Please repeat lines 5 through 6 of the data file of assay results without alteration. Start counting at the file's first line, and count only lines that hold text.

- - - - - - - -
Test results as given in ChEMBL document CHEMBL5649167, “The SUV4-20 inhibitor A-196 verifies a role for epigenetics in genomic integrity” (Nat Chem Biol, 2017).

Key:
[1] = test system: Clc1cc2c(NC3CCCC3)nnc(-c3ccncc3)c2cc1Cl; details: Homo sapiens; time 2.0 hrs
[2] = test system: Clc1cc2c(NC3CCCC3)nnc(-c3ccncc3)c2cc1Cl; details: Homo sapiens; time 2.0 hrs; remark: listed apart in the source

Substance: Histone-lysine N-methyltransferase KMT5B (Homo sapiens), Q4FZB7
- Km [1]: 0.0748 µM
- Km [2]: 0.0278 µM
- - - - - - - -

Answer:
Substance: Histone-lysine N-methyltransferase KMT5B (Homo sapiens), Q4FZB7
- Km [1]: 0.0748 µM